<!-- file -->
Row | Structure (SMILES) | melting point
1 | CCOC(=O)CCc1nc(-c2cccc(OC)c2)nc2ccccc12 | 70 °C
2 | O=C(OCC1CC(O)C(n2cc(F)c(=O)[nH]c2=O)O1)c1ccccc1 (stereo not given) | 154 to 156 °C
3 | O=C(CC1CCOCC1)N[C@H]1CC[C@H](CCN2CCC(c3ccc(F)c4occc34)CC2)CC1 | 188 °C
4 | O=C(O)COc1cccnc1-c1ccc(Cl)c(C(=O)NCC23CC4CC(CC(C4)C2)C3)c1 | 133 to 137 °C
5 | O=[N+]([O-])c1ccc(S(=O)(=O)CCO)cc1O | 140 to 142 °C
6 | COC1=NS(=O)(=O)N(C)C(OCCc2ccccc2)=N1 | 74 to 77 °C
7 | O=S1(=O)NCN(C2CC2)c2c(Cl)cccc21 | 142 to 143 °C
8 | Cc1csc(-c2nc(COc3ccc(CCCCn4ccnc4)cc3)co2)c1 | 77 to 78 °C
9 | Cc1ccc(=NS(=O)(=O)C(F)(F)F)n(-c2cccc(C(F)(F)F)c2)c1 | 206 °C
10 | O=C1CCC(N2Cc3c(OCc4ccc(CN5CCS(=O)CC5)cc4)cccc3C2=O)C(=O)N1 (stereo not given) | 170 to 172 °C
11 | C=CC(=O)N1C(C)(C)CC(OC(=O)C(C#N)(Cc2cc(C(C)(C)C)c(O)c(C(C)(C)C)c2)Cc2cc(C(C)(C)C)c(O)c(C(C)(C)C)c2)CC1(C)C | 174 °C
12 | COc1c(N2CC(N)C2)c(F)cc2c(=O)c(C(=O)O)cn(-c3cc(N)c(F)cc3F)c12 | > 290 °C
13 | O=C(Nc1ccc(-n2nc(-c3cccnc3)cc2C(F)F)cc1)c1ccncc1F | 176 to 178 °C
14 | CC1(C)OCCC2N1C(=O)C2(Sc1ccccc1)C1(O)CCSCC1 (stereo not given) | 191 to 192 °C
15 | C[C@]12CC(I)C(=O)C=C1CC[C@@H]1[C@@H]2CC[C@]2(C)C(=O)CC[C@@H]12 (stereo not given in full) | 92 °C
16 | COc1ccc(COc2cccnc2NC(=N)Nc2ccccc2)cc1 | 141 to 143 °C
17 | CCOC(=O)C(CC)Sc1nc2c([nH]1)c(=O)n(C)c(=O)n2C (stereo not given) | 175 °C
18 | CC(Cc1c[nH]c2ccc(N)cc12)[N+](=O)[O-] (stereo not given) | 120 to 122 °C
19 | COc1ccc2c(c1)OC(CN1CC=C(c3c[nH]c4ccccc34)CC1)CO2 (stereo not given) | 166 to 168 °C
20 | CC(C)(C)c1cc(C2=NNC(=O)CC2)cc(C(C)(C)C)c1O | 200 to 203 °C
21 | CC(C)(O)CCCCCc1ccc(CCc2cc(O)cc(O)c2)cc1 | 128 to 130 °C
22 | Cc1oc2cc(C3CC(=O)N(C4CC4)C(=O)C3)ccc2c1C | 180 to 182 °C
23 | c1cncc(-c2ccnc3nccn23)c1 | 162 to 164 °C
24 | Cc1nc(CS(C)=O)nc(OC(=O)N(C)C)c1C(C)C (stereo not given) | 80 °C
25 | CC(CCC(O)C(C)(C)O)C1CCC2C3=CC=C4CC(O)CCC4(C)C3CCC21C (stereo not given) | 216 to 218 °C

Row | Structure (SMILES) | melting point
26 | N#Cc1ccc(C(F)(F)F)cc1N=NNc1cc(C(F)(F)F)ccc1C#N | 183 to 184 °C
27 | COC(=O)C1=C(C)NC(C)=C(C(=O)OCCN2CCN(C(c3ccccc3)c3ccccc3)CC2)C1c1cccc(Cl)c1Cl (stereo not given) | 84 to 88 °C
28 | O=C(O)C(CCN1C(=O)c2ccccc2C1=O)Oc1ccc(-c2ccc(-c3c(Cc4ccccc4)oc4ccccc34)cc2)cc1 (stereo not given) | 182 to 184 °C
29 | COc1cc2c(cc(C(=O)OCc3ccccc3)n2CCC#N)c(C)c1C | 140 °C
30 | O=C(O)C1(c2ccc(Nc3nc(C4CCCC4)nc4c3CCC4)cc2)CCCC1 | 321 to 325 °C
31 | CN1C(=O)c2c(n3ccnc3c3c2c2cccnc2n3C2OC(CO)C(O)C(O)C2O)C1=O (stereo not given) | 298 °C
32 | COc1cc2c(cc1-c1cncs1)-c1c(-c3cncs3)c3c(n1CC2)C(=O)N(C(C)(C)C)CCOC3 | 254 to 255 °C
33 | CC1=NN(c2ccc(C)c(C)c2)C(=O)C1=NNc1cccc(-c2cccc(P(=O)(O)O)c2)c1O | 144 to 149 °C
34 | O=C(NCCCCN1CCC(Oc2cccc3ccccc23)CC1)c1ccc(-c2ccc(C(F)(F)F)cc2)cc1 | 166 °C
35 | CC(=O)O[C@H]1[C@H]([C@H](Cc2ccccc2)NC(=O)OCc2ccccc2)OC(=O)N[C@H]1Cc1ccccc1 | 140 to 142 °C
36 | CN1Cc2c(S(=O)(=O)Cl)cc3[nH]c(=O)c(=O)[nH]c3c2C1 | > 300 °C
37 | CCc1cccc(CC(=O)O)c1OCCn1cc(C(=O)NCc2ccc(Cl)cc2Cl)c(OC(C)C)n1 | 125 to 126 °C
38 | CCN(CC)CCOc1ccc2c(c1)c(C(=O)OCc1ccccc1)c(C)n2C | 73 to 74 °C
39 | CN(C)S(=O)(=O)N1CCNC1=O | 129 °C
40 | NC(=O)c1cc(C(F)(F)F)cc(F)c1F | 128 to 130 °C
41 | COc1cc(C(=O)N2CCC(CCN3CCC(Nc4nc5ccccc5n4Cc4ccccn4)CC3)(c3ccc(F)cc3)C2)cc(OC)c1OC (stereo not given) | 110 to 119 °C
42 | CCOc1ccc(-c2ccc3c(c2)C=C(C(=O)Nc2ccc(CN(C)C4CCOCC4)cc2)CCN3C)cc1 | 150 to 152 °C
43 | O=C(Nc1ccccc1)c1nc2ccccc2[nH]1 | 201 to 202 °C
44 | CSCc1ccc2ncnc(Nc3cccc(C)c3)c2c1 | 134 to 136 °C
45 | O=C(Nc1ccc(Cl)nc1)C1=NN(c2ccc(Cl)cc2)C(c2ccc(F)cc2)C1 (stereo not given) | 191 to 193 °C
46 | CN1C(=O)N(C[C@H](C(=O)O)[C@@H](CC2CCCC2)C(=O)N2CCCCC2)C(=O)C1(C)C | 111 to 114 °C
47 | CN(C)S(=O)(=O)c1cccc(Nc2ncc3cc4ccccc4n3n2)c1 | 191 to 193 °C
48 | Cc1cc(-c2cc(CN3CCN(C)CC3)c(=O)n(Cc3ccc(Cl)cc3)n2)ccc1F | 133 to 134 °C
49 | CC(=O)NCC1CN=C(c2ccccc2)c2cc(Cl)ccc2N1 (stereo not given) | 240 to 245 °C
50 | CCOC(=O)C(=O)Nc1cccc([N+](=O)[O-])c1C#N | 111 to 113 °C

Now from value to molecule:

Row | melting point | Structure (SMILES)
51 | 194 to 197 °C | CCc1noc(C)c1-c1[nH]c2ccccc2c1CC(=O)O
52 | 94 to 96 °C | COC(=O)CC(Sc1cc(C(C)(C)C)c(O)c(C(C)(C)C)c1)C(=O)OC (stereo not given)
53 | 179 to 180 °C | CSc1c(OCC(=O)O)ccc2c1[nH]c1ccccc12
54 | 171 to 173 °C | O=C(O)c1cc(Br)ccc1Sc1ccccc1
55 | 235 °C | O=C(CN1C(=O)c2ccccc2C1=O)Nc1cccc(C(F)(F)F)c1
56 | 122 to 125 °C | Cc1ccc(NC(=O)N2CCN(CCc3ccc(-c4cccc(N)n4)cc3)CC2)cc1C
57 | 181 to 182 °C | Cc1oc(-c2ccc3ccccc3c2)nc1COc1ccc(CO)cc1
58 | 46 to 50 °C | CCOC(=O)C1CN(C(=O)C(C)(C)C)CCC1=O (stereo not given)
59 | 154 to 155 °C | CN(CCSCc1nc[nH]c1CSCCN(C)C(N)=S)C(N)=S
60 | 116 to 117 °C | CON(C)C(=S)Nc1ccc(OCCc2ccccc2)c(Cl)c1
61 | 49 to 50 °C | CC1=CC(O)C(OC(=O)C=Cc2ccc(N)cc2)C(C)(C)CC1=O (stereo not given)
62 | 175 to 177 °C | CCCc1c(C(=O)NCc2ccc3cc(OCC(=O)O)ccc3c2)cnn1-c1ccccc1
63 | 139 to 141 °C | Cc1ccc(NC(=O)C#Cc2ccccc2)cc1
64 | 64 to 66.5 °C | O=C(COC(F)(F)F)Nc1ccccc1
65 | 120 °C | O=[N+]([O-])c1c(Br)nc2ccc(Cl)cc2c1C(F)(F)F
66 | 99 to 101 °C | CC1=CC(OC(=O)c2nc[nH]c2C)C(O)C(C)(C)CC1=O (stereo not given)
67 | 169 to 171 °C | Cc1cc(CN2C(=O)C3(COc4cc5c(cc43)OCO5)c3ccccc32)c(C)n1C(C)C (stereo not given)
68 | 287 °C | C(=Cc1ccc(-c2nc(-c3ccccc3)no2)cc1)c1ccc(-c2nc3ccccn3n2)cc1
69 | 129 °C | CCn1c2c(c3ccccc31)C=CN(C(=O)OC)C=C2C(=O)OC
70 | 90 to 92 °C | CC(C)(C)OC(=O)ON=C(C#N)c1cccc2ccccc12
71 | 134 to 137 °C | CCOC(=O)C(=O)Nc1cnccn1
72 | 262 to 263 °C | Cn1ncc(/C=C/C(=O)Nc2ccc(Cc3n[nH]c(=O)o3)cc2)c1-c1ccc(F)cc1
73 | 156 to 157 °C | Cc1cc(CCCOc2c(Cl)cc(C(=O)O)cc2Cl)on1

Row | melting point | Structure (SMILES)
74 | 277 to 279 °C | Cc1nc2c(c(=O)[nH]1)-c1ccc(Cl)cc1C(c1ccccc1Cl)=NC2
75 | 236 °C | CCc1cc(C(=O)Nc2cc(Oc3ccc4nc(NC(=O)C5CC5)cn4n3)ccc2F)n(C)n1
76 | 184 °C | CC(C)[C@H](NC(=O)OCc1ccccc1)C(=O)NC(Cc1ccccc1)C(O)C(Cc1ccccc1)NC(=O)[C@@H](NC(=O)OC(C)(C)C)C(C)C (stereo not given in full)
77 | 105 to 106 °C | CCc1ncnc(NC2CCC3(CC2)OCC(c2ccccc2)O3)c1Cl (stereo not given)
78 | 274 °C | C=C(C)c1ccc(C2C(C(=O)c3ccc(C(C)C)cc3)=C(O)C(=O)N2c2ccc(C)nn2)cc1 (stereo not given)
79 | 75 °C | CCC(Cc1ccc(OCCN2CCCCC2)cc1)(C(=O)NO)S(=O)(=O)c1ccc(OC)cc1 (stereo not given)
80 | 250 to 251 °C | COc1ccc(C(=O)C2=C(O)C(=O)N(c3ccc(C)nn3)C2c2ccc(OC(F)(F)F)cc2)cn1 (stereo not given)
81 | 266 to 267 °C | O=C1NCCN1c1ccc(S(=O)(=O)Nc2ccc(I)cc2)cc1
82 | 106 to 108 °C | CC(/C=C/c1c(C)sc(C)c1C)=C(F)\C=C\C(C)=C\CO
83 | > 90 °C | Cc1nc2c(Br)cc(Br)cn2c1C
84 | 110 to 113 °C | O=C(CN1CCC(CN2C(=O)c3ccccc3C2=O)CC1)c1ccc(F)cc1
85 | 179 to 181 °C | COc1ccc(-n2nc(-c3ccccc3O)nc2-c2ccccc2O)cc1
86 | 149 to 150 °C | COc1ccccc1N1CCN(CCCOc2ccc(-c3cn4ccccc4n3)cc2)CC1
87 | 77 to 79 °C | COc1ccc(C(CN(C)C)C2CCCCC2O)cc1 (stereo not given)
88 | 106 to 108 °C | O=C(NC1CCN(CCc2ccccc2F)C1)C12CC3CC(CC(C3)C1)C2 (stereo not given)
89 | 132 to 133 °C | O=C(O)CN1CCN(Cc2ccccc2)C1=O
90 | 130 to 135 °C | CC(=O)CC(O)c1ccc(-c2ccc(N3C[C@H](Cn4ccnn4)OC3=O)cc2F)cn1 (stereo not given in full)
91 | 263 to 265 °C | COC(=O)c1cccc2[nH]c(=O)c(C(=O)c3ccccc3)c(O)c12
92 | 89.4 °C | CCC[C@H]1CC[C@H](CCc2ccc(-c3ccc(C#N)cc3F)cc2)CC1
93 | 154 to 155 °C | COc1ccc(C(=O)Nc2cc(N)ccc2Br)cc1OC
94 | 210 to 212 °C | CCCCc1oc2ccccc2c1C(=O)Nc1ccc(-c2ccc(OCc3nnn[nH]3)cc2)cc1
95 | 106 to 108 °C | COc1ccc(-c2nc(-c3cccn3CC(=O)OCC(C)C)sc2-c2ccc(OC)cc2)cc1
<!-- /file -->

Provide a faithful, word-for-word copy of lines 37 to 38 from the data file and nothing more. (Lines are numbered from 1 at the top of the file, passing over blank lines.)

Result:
35 | CC(=O)O[C@H]1[C@H]([C@H](Cc2ccccc2)NC(=O)OCc2ccccc2)OC(=O)N[C@H]1Cc1ccccc1 | 140 to 142 °C
36 | CN1Cc2c(S(=O)(=O)Cl)cc3[nH]c(=O)c(=O)[nH]c3c2C1 | > 300 °C